Interview: Virendra Prakash Sharma
How will downward revisions of Indonesia’s GDP impact retailers’ expansion plans going forward?
VIRENDRA PRAKASH SHARMA: While it is true that this could affect the expansion plans of some companies, for retailers operating within the middle to upper income groups there is great resilience. Demand in this area of the market is therefore unlikely to be badly affected. Going forward though, such revisions affect overall market sentiment and with GDP growth forecasts being scaled down from 6.8% to under 6% there is definitely a psychological impact in terms of confidence. In the last couple of years there has been vast growth within the retail sector, and it is likely there will be a period of consolidation over the next 12 months. I would not say this is due to the election but rather a combination of factors including the Jakarta Mall Moratorium, which will prompt a momentary and likely beneficial pause for retailers, which may allow them to consider their next move.
How do you foresee the incoming moratorium impacting the retail sector’s growth, and how could Jakarta benefit from such an action?
SHARMA: Rental rates are going up due a lack of new supply, however, productivity cannot immediately increase which puts pressure on the retailers in terms of their margins. There is certainly capacity for Jakarta to have more malls relative to available land and per capita supply, however, the city’s infrastructure and related congestion problems must first be addressed.
The moratorium is very much the correct decision for the time being, as it will allow the city’s administration to tackle existing infrastructural deficiencies. Indeed, Jakarta’s mass rapid transit and monorail projects are long overdue and, once they are realised, I hope that they have a fantastic effect on the city’s retail prospects.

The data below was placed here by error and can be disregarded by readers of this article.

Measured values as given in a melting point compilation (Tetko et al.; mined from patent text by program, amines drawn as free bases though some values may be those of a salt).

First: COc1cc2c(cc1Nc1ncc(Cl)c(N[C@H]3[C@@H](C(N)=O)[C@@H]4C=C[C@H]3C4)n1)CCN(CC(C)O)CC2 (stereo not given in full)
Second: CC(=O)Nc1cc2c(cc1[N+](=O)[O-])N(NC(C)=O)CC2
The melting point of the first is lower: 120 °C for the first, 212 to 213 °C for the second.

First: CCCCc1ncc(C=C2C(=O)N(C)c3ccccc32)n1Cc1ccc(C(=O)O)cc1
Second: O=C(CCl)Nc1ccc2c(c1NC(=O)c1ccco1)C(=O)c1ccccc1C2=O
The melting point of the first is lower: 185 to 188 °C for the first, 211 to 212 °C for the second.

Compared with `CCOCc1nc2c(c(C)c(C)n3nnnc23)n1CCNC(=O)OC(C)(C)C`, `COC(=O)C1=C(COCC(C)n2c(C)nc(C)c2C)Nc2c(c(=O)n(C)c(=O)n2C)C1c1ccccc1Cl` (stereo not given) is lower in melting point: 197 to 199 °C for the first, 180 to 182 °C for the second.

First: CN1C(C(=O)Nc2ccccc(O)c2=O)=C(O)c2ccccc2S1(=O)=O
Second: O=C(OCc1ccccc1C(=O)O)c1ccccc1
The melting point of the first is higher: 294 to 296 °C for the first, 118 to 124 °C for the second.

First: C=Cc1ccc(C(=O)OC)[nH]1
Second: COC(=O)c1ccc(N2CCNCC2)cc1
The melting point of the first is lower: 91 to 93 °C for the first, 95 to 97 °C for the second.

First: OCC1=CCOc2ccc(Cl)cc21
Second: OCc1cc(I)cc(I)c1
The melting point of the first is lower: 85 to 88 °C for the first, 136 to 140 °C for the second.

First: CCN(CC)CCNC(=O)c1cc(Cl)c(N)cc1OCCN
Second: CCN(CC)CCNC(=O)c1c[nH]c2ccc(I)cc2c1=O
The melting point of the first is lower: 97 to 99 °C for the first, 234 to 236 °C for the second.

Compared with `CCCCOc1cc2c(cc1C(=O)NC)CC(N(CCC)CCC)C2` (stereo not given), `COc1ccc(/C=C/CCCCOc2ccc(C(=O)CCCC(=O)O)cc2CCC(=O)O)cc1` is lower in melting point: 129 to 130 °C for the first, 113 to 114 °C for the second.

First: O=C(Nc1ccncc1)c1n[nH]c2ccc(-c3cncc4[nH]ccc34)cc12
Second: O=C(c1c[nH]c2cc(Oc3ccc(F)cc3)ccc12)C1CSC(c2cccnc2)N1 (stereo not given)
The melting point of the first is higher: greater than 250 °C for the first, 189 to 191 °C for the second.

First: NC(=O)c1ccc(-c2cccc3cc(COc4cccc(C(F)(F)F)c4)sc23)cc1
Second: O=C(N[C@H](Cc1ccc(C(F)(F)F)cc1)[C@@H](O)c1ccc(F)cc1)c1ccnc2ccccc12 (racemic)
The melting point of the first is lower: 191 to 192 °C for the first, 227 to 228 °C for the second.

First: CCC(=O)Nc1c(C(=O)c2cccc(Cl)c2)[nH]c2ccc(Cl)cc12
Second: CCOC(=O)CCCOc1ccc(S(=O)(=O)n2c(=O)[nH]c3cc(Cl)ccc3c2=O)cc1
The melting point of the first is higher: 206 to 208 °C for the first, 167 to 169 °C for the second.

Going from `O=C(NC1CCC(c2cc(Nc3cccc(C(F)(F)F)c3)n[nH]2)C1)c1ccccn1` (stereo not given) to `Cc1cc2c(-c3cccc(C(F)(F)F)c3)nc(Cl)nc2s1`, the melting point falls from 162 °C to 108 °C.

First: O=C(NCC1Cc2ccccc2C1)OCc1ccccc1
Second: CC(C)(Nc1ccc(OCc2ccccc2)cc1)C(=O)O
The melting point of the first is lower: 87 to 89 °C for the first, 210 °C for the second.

Regionally speaking, people need to be comfortable with coming to Jakarta and travelling between our excellent shopping destinations; however, at present, this cannot be guaranteed. As a result we have been losing out to Singapore and Hong Kong, respectively.
What measures can be taken for Indonesia to compete more effectively within the ASEAN region?
SHARMA: The significant reduction of the current tax on luxury goods is an important step. There are hundreds of outbound flights going to Singapore and Hong Kong where Indonesians travel to avoid domestic luxury taxes. Such measures must be abolished in order to ensure that we keep our consumers in the country.
In Indonesia, the two biggest factors affecting the retail sector are rents and wages, and we are often paralysing ourselves in this sense. While rental is a more complicated issue, wage increases are having serious affects and any further significant increases will put a question mark over the sustainable operation of many garment factories. While, on one hand, the wage increases will certainly benefit some workers, many others will likely be forced out of their jobs in light of resultant factory closures. A balance must be found before the negatives outweigh the positives.
Another area where Indonesia can improve is in e-commerce. Retailers are investing in online infrastructure and are starting to see encouraging results. While Indonesians still value face-to-face transactions at the mall, there is a growing acceptance as to the benefits of shopping online, which is being catalysed by greater penetration in the airline and hotel booking sectors.
Are current growth estimates realistic, and for how long can the retail sector expand at this pace?
SHARMA: Indonesia is the fourth most populous country in the world. In the next couple of years per capita income will likely cross the $5000 mark and there will undoubtedly be tremendous growth.
While some people overestimate the number of middle class people in the country – for example referring to figures of between 40m and 80m people – a more realistic number is around 40m-45m. There is still major potential in Indonesia and while it has perhaps been outshone by China and India in the past, looking ahead it is a country offering a bright future for retailers.
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